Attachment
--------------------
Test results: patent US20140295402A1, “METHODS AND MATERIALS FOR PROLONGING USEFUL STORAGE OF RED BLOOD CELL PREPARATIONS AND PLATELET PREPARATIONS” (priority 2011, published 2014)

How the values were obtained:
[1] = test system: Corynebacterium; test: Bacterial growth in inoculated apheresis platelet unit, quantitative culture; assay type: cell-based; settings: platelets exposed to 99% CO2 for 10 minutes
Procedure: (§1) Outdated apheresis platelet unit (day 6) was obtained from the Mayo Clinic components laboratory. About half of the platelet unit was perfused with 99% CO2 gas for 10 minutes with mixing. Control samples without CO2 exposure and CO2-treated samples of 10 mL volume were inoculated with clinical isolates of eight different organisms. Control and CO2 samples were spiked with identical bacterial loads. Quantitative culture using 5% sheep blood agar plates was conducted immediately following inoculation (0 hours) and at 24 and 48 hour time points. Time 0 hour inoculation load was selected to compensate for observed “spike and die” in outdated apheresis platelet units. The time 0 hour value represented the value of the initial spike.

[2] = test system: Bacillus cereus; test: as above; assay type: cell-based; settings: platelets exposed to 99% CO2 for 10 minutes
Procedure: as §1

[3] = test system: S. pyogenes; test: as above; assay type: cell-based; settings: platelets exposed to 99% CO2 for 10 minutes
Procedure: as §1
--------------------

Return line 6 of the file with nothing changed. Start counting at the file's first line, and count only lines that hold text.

Procedure: as §1